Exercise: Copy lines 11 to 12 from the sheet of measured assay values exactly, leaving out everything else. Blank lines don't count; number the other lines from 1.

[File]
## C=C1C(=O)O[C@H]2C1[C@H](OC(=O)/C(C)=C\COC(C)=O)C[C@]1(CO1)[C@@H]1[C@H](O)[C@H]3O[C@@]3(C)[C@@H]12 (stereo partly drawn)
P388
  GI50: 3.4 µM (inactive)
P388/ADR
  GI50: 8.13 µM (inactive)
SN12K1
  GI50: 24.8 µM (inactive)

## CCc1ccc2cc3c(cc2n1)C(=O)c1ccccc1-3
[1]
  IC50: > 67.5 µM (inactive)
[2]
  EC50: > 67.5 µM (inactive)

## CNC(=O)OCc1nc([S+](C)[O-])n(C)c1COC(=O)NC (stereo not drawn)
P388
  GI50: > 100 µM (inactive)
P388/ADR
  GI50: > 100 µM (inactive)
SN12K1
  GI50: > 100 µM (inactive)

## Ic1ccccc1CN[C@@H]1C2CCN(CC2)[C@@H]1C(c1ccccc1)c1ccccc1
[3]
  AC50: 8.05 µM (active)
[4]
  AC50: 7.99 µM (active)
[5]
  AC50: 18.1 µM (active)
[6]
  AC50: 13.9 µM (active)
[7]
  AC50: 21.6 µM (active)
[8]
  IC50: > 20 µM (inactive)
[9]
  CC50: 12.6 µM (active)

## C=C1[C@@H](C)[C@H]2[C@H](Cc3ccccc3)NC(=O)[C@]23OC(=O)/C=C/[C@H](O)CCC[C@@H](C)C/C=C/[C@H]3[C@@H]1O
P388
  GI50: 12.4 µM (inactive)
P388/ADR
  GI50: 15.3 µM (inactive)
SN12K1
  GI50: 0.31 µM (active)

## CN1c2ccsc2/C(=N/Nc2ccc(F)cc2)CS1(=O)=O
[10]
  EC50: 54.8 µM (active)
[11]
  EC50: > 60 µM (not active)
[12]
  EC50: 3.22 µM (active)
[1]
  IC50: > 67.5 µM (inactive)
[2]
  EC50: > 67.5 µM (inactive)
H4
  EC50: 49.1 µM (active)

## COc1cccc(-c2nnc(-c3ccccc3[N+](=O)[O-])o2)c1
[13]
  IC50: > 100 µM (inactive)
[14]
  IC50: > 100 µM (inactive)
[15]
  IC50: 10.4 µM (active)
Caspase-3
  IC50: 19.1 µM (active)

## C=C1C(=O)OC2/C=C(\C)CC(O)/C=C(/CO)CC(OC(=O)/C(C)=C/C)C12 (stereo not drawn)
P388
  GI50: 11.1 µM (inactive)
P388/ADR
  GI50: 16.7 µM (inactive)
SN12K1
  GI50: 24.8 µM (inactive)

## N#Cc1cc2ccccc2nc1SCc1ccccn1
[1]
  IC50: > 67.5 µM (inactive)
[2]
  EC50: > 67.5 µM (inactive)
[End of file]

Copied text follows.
[2]
  EC50: > 67.5 µM (inactive)